Shakespeare and the Globe-al Affair

All the world’s a stage, And all the men and women merely players. As You Like It, Act II Scene VII.

in two days, on April 15th, it is William Shakespeare’s birthday. So here’s wishing him a happy birthday.

It was a brand new world the Elizabethans were creating. It was only a hundred years or so since Gutenberg gave them the printing press and inexpensive books to read. It was a little less than one hundred years since the Tudor Henry defeated Richard on Bosworth Field and ended the Civil War the English knew as the Wars of the Roses. It was only three quarters of a century or so ago since Martin Luther nailed his Ninety-five Theses on a church door, virtually ending the dominance of Rome over Christianity. It was only in 1588 that England defeated a Spanish Armada and began its rise as an European sea power. And under Good Queen Bess the arts flourished. Especially music, dance, poetry and theater.

Sure there was plague every few years. Sure it was a hierarchical society. Sure there were still fears that the Pope’s agents would assassinate the queen. But there was such optimism in the air that anything was possible for the English. The sixteenth century was a good one for England. By its end, London was the largest city in Europe.

By the time Shakespeare’s first play appeared on stage in 1590, it had been less than a century since Columbus proved that the planet was round. Not flat as everybody believed. That was a big deal. As big as what Wilbur and Orville did at Kitty Hawk. Maybe bigger.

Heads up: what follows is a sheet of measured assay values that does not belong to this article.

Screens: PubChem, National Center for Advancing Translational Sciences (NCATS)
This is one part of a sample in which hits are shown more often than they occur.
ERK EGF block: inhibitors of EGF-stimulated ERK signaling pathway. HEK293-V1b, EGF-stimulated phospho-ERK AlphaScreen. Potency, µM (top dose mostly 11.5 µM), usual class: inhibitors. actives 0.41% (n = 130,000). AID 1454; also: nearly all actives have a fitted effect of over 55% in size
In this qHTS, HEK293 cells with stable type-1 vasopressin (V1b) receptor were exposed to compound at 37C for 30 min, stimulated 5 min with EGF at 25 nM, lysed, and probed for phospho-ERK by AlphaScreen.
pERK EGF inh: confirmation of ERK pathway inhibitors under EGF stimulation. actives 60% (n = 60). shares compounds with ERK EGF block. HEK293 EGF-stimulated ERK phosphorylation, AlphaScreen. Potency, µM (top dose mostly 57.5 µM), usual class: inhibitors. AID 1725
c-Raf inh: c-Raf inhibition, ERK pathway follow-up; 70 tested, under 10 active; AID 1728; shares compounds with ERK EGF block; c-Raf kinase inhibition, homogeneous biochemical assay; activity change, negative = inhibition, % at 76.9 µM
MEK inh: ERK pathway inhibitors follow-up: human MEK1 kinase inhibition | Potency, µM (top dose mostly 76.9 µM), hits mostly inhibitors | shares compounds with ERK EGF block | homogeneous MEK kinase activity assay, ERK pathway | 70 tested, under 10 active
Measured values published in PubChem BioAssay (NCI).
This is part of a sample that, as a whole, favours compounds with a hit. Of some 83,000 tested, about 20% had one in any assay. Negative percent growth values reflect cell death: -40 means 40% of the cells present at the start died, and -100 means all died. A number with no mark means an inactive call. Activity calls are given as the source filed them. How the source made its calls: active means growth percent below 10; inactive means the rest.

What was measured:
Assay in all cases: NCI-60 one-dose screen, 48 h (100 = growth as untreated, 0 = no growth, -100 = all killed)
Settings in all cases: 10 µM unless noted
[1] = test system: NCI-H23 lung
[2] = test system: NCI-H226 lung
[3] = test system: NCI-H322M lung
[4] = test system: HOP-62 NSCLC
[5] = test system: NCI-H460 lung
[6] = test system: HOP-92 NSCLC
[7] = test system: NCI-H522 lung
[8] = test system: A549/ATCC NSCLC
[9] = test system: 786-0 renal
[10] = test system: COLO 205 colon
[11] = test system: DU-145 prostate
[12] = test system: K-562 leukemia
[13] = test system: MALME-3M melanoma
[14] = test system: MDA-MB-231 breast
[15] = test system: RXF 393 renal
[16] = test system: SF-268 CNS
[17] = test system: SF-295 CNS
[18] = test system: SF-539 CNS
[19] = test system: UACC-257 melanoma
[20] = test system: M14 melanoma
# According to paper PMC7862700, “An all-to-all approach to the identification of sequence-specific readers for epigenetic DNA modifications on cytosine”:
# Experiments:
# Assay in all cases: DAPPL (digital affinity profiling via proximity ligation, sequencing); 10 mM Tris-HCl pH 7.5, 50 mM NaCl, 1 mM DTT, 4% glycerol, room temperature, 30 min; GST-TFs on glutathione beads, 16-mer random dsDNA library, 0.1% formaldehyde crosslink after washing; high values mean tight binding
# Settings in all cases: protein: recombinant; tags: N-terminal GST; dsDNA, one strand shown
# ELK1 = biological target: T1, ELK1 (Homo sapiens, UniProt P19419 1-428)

Ships would not fall off the earth when they went far out to sea. There were no sea monsters to gobble up ships and their sailors. First Magellan, then Sir Francis Drake circumnavigated the globe. In 1580, Drake and his Golden Hind returned from his three years at sea with stories and riches. He brought back enough booty that the Queen’s share doubled her annual income for that year. Anything was possible.

The only thing to compare with the attitude of the English was the feeling Americans had after defeating Germany and Japan in 1945. Anything was possible. Even putting a man on the moon.

A reflection of this “anything was possible” attitude was the theater. The first playhouse in England was built in Shoreditch, London by James Burbage in 1576. It had a very original name. It was called The Theater. Until then, plays were performed by wandering troops of actors in guildhalls, in local nobles’ halls, in inns and at festivals and fairs. By the 1590s, there were a number of theaters in London like The Curtain and The Rose. And in 1599 Shakespeare and his fellow players of the Chamberlain’s Men opened The Globe.